(Apologies in advance if \(\hat{\cdot}\) (LaTeX hat) is rendered poorly in the HTML. For some browsers, the hats may have to be shifted a touch to the left.)

Consider a \(3 \times 2\) matrix \(A\), where we are unable to observe one of the values:

\[ A = \left( \begin{array}{cc} 1 & ? \\ 4 & 8 \\ 3 & 6 \end{array} \right). \] What would be a good guess for the missing value in \(A\)? This depends on how we define “good”. One objective would be that we want \(A\) to be as “simple” as possible. Again, though, we are left with the question, what do we mean by “simple”? In matrix algebra, one notion of simplicity is rank: “the maximal number of linearly independent columns,” as per Wikipedia. For \(A\), for the complete rows, we have the following formula: \[ a_{i2} = 2a_{i1}. \] That being the case, if we were to complete the matrix as, \[ \hat{A} = \left( \begin{array}{cc} 1 & 2 \\ 4 & 8 \\ 3 & 6 \end{array} \right), \] we would have a matrix for which the rank of \(\hat{A}\) is 1:

```
hatA <- matrix(c(1,2,4,8,3,6), ncol=2, byrow=T)
require(Matrix)
```

`## Loading required package: Matrix`

`rankMatrix(hatA)[1]`

`## [1] 1`

Suppose that we insert any other real number value \(k\), to generate \(\tilde{A}(k)\). This would result in increasing the rank of \(\hat{A}\) to 2:

```
testVals <- sample(c(-10:1, 3:10), 5)
rankTestRes <- rep(NA, length(testVals))
for(i in 1:length(testVals)){
hatA.alt <- matrix(c(1,testVals[i],4,8,3,6), ncol=2, byrow=T)
rankTestRes[i] <- rankMatrix(hatA.alt)[1]
}
print(rankTestRes)
```

`## [1] 2 2 2 2 2`

As such, \(\hat{A}\) is the unique solution to the problem of completing the matrix \(A\) with a value that minimizes rank.

This is an example of a matrix completion problem where we defined an objective function as follows: \[ \begin{array}{ll} \text{minimize} & \text{rank}(\hat{A})\\ \text{s.t.} & a_{ij} = \hat{a}_{ij} \text{ for } (i,j) \in \Omega,\\ & \text{where } \Omega \text{ is the set of } (i,j) \text{ with values observed.} \end{array} \] As such, the rank is a matrix-level loss function, and our solution must abide by a constraint that all complete rows are replicated. This generalizes to situations where the matrix \(A\) has more columns and rows, of course.

A complication is with larger matrices, computing rank can be difficult. As such, matrix completion methods are generally based on more tractable loss function. One function is based on the “nuclear norm,” which is the sum of singular values of the matrix, \(A\). There is a close relationship between the nuclear norm and the rank: a matrix of rank \(r\) has \(r\) non-zero singular values. If a matrix has lots of large singular values, it means that it contains many dimensions of orthogonal variation. To get the intuition, think about the relationship between singular values and eigenvalues. Recall that the eigenvalues of a covariance matrix measure the amount of variance explained by the corresponding principal components. For matrix \(A\), the singular values correspond to the square root of the eigenvalues of \(A'A\), where this latter matrix product yields eigenvalues that are scalar multiples of the eigenvalues of the covariance matrix of \(A\).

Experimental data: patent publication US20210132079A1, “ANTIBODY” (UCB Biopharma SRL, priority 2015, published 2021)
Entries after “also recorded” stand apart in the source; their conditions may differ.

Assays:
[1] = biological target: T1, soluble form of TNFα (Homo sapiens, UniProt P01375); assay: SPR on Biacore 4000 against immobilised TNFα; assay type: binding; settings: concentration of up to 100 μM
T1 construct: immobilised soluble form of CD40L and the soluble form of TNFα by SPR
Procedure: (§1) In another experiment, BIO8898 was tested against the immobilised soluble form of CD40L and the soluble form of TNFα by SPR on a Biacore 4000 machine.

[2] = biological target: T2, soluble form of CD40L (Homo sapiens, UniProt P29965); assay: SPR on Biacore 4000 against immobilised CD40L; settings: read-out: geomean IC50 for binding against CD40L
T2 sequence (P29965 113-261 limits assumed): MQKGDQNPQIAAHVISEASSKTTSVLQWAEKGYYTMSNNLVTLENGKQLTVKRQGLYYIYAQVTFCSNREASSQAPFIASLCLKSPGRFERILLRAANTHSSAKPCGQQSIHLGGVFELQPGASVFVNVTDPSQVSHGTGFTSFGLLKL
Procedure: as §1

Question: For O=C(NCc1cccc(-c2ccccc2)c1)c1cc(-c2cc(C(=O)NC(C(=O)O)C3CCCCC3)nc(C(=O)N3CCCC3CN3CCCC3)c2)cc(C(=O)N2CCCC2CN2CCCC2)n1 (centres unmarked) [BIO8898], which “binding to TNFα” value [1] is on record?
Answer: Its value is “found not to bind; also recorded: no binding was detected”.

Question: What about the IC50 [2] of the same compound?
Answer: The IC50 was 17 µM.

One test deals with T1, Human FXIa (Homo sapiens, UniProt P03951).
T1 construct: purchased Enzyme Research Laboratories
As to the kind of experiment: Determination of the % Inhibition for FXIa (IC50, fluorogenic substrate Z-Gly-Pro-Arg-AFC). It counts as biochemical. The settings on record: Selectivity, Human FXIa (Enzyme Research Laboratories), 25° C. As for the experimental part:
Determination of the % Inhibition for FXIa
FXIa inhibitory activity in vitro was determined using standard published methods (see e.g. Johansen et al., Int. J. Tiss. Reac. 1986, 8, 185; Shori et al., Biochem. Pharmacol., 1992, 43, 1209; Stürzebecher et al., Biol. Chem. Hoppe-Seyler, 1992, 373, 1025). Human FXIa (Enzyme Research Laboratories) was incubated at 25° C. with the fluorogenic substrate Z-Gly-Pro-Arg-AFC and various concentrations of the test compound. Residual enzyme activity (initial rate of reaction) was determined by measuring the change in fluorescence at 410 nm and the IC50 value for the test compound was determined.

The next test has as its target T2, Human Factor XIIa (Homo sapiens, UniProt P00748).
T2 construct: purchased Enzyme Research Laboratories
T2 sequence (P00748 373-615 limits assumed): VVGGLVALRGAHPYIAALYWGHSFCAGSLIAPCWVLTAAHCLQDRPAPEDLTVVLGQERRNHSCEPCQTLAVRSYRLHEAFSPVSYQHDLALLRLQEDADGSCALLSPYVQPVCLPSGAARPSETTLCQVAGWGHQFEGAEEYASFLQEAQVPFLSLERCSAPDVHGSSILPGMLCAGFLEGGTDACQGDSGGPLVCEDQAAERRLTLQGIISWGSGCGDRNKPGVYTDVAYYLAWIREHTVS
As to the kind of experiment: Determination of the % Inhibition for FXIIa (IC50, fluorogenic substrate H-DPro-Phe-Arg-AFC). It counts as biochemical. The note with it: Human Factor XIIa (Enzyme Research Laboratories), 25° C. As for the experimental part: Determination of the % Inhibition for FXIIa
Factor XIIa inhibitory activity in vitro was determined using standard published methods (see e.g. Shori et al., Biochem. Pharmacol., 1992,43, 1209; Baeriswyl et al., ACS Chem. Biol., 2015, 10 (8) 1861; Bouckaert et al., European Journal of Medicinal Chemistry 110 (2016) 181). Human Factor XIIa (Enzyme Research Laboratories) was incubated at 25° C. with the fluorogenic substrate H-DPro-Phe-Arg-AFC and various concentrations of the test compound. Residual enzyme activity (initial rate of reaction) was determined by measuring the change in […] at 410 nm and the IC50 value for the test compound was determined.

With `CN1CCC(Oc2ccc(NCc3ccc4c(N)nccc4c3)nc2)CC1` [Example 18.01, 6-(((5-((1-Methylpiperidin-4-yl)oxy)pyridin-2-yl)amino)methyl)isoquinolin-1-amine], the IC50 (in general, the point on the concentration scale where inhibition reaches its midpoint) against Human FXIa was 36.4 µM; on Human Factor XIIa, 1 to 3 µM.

Now, we can also state a matrix completion loss function as follows: \[ \min_{\hat{A}} ||A - \hat{A}||_a + \lambda ||\hat{A}||_b, \] where the norms \(a\) and \(b\) in this expression immediately above would correspond to our simple example as follows: \(|| \cdot||_a\) would correspond to a norm that is minimized when \(\hat{A}\) replicates \(A\) for all \((i,j) \in \Omega\), such as the Euclidean norm, and then \(|| \cdot||_b\) would correspond to a norm that reflects (at least for the simple problem) the rank of the matrix, such as the nuclear norm.

A useful guide to matrix completion methods is available here: http://statweb.stanford.edu/~candes/papers/MatrixCompletion.pdf

The application of these methods to causal inference, as presented by Athey et al. (2018; link below), is pretty straightforward, then. For causal inference, you could want to compare outcomes under treatment, say, a matrix of \(\bf{Y}_1\) values, to outcomes under control, a matrix of \(\bf{Y}_0\) values. But of course we have the “fundamental problem of causal inference,” and so for units in treatment, their control outcomes in \(\bf{Y}_0\) are not observed, and vice versa for units in control. The solution? Do matrix completion for the \(\bf{Y}_0\), in which case you can estimate the ATT simply by taking the difference in means between the observed values in \(\bf{Y}_1\) and the imputed values in \(\bf{Y}_0\).

This is, in essence, the approach proposed by Athey et al.: https://arxiv.org/abs/1710.10251

Questions or corrections welcome in the comments.